WASHINGTON – America's massive trade deficit with China, currency rates and human rights concerns will all be on the agenda when top officials from the United States and China sit down for high-level talks this week.
The annual meetings will bring together top officials from both countries representing dozens of government agencies in the areas of trade and finance, and foreign policy.
While no major breakthroughs are expected, both sides hope to build on the progress made during a state visit by Chinese President Hu Jintao to Washington in January.
That visit helped smooth relations that had been strained in 2010 over such issues as U.S. military sales to Taiwan.
Treasury Secretary Timothy Geithner, Secretary of State Hillary Rodham Clinton and Federal Reserve Chairman Ben Bernanke will lead the U.S. team.
Both countries will, for the first time, bring top military leaders to the discussions in an effort to defuse military tensions that were heightened last year by the U.S. arms sales.
The Chinese team will be led by Vice Premier Wang Qishan, China's top economic policymaker, and State Counselor Dai Bingguo, a veteran diplomat.
The talks will begin with an opening session and then break into separate discussions on the economy and foreign policy. The U.S. and Chinese leaders are also scheduled to meet Monday with President Barack Obama. The talks wrap up on Tuesday.
China is facing threats of U.S. economic sanctions on goods shipped here to its largest foreign market unless it does more to end what U.S. manufacturers say are unfair trade practices, including currency manipulation, that have cost American jobs.
At the same time, China, America's biggest foreign creditor, wants assurances that its $1.2 trillion in U.S. Treasury holdings are safe despite the impending congressional debate over raising the government's $14.3 trillion borrowing limit.
"The Chinese are astounded that the U.S. government would let the debate get to the stage where there is even a remote possibility of a default," said Eswar Prasad, a China expert at Cornell University.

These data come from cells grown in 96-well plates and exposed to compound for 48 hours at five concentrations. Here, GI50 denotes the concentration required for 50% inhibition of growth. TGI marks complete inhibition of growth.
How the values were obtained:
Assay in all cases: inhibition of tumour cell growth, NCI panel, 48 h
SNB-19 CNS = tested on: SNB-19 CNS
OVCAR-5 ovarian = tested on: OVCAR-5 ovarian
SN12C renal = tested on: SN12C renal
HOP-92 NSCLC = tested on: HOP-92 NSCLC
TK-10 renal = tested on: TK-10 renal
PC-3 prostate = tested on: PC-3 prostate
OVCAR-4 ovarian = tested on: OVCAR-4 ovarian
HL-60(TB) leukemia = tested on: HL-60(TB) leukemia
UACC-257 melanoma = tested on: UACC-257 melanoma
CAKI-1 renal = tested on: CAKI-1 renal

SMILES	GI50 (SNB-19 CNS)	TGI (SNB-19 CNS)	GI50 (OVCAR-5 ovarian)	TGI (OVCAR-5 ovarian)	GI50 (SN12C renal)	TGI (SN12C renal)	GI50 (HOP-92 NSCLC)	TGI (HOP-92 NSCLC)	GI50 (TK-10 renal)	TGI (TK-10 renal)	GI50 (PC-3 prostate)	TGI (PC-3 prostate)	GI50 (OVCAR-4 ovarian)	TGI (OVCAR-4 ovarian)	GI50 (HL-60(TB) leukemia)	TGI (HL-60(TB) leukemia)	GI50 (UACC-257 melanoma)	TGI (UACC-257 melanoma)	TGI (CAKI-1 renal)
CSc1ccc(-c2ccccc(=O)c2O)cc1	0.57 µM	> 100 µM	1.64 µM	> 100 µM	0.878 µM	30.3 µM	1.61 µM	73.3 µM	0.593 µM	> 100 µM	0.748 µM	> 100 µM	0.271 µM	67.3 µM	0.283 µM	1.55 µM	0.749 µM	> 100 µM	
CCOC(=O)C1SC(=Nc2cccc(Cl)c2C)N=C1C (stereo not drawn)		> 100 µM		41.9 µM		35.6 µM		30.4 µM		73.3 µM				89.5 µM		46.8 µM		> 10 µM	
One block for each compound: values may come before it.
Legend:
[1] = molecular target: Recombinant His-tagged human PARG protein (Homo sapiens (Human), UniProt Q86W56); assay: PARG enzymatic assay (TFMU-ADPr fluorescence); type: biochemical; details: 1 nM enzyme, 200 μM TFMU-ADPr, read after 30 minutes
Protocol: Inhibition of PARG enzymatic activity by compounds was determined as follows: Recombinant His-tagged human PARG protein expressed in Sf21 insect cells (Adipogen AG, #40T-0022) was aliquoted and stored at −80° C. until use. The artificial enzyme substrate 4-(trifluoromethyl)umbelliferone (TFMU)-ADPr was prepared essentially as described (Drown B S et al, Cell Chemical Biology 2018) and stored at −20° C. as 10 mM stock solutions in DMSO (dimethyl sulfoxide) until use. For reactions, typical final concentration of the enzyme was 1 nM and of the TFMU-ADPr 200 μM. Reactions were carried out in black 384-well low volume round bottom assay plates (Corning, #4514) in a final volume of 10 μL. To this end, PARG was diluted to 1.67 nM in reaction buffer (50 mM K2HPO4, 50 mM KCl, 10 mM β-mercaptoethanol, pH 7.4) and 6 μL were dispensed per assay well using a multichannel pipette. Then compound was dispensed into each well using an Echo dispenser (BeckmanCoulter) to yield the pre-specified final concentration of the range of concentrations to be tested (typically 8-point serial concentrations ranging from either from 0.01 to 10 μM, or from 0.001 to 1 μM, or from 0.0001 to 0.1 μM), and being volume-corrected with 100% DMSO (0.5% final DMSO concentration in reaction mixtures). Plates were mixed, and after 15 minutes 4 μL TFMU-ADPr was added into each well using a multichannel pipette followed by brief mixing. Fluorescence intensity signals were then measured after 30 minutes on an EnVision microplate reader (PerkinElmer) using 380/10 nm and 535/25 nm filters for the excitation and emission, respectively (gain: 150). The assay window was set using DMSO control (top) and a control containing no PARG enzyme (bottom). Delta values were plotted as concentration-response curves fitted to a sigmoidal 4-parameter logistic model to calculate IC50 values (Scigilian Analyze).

The higher debt limit is needed to make sure America can keep paying the interest bill on the debt to China and other investors.
While Geithner said last week that the U.S. would press China to accelerate efforts to revalue its currency, the yuan, he also sounded a conciliatory tone. He noted that the yuan has risen in value by 5 percent since last June, and even faster once inflation was taken into account.
A softer approach on China's currency will not please American manufacturers. They contend that China's currency is undervalued by as much as 40 percent and they want Congress to approve economic penalties if Beijing doesn't move faster.
The U.S. trade deficit with China last year was a record $273 billion, one-fifth more than in 2009. The administration is considering filing new trade cases against Chinese practices that U.S. companies contend are unfair.
U.S. officials say they want to see more progress on economic commitments made in January.
Those include closer monitoring of Chinese government purchases of software, a move intended to boost Beijing's buying of legal U.S. software and reduce its use of pirated software. American companies say such theft is costing them billions in lost sales.
The Chinese also pledged to revamp a policy that limits the ability of U.S. companies to compete for Chinese government projects unless the products are designed in China. American businesses regard this as an effort to force them to turn over their technology to China or be locked out of its government market.
On foreign policy, officials said Clinton will renew efforts to gain China's support in confronting nuclear threats from North Korea and Iran, and she will raise the issue of human rights.
China recently undertook the biggest security crackdown in years, apparently prompted by the communist leadership's fear of Middle East-inspired unrest migrating to China.
The high-level talks began in 2006 in the Bush administration and focused on economic issues. The Obama administration expanded the focus in 2009 to include foreign policy as well as economic concerns.